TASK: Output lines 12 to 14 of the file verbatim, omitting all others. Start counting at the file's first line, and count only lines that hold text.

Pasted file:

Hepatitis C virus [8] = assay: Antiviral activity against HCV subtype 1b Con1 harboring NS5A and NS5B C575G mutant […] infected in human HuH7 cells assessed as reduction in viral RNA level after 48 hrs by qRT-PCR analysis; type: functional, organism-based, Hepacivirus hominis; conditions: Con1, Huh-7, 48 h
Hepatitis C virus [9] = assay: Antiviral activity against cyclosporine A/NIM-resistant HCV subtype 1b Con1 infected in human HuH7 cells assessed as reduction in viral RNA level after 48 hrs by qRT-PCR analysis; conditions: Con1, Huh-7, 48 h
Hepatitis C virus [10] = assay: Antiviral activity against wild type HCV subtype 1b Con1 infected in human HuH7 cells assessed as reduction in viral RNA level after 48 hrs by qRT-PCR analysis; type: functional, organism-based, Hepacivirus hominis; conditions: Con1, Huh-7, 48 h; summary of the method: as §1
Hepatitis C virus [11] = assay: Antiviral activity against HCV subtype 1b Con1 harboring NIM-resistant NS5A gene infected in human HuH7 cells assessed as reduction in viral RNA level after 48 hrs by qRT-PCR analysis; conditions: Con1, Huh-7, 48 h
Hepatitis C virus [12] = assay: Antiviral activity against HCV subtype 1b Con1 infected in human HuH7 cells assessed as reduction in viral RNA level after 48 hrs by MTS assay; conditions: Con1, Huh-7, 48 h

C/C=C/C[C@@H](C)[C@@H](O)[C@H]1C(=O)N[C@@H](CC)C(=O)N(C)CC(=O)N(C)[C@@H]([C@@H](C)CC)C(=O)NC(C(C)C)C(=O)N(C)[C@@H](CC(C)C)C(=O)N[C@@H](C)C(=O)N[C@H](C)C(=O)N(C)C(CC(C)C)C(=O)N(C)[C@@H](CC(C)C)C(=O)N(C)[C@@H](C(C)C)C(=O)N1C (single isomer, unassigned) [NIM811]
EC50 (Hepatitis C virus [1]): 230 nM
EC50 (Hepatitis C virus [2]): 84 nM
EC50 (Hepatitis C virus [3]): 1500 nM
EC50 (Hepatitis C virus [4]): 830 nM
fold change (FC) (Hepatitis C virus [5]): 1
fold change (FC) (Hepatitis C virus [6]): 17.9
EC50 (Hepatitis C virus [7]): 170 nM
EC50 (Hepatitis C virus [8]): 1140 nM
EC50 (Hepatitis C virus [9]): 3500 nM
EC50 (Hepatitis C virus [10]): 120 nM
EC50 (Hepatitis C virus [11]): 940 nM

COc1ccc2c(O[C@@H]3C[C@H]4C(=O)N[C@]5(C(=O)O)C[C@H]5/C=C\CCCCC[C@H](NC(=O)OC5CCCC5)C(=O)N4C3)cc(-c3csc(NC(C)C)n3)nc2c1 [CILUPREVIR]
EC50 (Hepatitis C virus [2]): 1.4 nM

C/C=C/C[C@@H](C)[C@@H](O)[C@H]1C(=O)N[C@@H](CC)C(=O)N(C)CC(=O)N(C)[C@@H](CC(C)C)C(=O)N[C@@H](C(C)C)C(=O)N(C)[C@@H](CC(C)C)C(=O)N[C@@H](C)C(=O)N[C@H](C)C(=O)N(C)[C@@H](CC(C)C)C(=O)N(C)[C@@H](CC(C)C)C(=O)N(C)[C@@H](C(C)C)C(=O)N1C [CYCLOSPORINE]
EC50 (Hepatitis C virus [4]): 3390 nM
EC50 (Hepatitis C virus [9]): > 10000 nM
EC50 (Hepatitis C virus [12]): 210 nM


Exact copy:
fold change (FC) (Hepatitis C virus [6]): 17.9
EC50 (Hepatitis C virus [7]): 170 nM
EC50 (Hepatitis C virus [8]): 1140 nM